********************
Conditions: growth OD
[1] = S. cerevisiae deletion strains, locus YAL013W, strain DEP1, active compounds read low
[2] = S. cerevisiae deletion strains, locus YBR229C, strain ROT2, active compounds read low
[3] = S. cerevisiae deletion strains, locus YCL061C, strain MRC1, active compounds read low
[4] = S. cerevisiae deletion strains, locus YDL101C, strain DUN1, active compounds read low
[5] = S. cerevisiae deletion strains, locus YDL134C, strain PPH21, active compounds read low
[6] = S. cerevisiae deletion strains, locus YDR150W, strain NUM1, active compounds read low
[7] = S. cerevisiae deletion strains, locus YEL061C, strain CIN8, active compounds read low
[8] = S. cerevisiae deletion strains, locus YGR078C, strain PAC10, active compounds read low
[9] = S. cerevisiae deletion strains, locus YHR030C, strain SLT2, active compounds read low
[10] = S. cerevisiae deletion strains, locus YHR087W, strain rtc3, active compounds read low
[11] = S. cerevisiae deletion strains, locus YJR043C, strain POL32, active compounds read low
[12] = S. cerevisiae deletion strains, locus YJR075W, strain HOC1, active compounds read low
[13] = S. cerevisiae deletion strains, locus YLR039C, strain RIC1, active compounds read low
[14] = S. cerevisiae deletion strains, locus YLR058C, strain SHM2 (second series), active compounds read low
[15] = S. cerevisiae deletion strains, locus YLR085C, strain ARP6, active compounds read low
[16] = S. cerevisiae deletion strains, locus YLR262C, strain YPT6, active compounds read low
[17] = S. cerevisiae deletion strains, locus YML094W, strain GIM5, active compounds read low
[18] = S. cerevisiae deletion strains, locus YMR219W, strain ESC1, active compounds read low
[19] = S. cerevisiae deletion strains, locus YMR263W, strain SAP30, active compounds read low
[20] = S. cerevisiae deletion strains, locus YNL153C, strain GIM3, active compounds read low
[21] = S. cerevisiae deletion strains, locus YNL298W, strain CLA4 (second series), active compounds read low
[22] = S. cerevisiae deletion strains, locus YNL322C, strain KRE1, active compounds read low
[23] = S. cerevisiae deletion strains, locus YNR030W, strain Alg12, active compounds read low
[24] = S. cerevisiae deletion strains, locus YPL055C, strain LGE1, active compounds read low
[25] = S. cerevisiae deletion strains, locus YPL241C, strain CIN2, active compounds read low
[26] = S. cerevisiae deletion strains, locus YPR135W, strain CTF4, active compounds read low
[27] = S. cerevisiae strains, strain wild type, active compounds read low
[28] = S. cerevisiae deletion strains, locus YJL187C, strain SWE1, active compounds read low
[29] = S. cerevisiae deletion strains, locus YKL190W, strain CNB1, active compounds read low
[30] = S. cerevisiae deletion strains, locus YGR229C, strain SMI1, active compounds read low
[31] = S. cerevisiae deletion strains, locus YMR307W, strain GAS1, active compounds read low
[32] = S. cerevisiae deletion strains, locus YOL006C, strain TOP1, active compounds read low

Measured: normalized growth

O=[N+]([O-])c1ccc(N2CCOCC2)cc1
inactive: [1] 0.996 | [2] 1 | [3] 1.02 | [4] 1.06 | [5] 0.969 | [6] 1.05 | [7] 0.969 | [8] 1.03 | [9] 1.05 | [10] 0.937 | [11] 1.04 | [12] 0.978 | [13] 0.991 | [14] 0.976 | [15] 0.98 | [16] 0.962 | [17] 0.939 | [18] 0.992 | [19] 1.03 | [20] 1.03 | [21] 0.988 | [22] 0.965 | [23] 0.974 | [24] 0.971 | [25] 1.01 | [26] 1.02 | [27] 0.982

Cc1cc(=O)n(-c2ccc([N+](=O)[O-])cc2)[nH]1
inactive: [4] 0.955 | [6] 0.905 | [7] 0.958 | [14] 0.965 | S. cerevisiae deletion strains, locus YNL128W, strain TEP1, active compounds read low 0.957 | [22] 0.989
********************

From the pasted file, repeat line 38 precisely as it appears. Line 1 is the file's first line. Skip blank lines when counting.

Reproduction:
inactive: [4] 0.955 | [6] 0.905 | [7] 0.958 | [14] 0.965 | S. cerevisiae deletion strains, locus YNL128W, strain TEP1, active compounds read low 0.957 | [22] 0.989